Being where you are

I live on a street that consists mostly of attached townhouses, rental places meant for when your life has gotten too big for an apartment but your down payment for a single-family home is too small.


I am here because I want to be; for me, this townhouse is just the right size. But other people are here because they have to be. They lost their homes, or maybe they sold them just in time, before they couldn’t afford them anymore. You can always tell these people because their garages are stuffed full of things that don’t fit inside.


It used to be a happier street than it is now.


I watch as the months go by, and the garages stay jam-packed. Winter comes, and they can’t park their cars in their garages, because the garages are still full of all the possessions that used to fit in their lives, and no longer do, and they can’t quite admit it.


Not that I’m unsympathetic. Jess is something of a packrat, and I understand why: when you’re dependent on other people, you can’t be sure you’re going to get a new princess doll when you need one, so you’re reluctant to let go of the ones you’ve got.


These people are like that: they aren’t sure they’ll ever be able to afford another whatchamacallit, so they don’t want to leave go of the ones they have. It’s more than that, though; it’s something symbolic. We had it all, they seem to be saying. Just look. We had it all, and we will get it back.


But I know the danger of clutter, and it’s not just because it gets in the way of keeping a clear path to the door.


The clutter is not a symbol of what you will get back. It is an anchor that drags you deep, an albatross that keeps you weighed down, tied to a past that ended, focused on what-ifs and should-have-dones. I want to knock on the doors of the people living in the places with the jam-packed garages and say, “Those days are over, and you have to move on. Find out who you could be now!”


But I never do.


It makes me sad to drive by those houses when the garage doors are open, not because of the hard-luck that brought the people here, but because of the mindset that’s keeping them down. You can’t cram your old life into this one, I want to tell them. You have to give this one room to breathe or you’ll suffocate it and it will die, and then what will you do?


That’s what I want to say.


You can never get back the old. And there’s no promise that the new will have anything much to recommend it. But you have to learn to live the life you have, not the one you wish you had, or the one you left behind.


Ask me how I know.


  1. Thank you. That was so profound, especially the last paragraph. I lost a job of 30 years last February. I have a new job that I just haven't adapted to and I am letting my past get in the way. I can't let go. I have to learn to live the life I have now because it is the only one I am going to have. I can't believe I happened to stumble on your blog today. I have never been here before. There is a reason.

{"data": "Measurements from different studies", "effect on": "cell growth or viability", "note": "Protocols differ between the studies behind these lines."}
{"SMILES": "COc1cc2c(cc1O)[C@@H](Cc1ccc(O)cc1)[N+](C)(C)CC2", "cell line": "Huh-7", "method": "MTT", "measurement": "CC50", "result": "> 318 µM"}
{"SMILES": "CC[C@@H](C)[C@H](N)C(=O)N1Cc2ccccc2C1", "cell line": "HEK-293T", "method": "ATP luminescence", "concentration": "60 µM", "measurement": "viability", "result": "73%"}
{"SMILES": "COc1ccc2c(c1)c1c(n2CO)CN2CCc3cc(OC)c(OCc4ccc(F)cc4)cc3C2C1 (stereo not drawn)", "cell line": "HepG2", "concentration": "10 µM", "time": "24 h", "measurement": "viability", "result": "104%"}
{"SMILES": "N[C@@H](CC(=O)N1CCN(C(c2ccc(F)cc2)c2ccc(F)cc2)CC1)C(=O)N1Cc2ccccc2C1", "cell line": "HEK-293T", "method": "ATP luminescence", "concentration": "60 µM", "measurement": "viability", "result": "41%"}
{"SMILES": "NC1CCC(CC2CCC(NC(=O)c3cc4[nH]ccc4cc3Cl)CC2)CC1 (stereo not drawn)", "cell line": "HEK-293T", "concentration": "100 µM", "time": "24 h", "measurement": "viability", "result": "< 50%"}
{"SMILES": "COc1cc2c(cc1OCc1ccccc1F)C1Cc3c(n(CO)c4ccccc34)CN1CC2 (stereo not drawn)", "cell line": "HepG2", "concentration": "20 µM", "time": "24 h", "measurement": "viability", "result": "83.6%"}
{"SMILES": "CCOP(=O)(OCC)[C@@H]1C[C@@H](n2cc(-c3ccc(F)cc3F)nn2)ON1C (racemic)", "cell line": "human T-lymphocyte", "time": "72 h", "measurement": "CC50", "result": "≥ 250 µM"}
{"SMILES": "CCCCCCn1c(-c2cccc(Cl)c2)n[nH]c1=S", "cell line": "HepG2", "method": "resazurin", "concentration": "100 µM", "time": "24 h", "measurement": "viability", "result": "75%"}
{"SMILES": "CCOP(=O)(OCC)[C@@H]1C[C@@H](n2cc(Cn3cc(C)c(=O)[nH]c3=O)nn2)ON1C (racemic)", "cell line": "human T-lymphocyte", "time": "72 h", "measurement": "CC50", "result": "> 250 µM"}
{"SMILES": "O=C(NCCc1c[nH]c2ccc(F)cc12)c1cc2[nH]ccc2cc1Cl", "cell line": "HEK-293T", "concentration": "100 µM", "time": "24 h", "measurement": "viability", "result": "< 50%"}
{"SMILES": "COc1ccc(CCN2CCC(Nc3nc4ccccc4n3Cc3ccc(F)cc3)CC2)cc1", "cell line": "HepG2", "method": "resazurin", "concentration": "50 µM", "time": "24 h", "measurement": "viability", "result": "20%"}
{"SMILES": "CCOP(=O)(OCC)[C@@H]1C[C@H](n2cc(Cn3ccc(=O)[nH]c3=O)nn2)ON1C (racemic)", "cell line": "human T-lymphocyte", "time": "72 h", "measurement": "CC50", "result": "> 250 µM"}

2. I'd be one of those people, I think. For the 7 years I lived in another country, 6 were spent longing for home. Then when I knew I was going back, the last year was spent concentrating on everything that was good about the place, realizing that I had missed out on the enjoyment of it all along. On the other hand, I hate clutter, so it's a toss-up.

    This was a very insightful piece, beautifully written, and right after I read it I opened the TSep 27 edition of TIME to see a story on the 'Real Moms of Grosse Point' with a similar theme, although not written from such a philosophical angle.

  3. I don't know. We live in a neighborhood of typical middle America houses and almost every one of our neighbors parks in the driveway because the garages are packed with crap. And I know that all of these houses have storerooms, which means that their storerooms are totally packed with crap as well. I think it's a disease of America in general: MUST BUY CHEAP CRAP. CHEAP CRAP WILL MAKE ME HAPPY. It's really sad.

  4. Well, said. Very well said. Powerful. I needed to read those words. I know a lot of people who need to read those words. Based on valuable-life-lessons-learned? Yes? Even the more powerful. Thank you!

  5. Great insight. As an older woman who has moved a lot and cleaned out a lot (I once lived in an RV by choice), you realize what's really important when you have to keep packing it and moving it. Not much of it is really important, except maybe a favorite picture of you with your grandchildren. My AF son is being reassigned – from NM to ND – and since he's got my two grandchildren, I'm moving too. Again I'm clearing out the "fluff" I've managed to accumulate while in NM. And I keep a picture of my grandchildren on my calendar to remind me WHY I'm moving. As if I needed a reminder.

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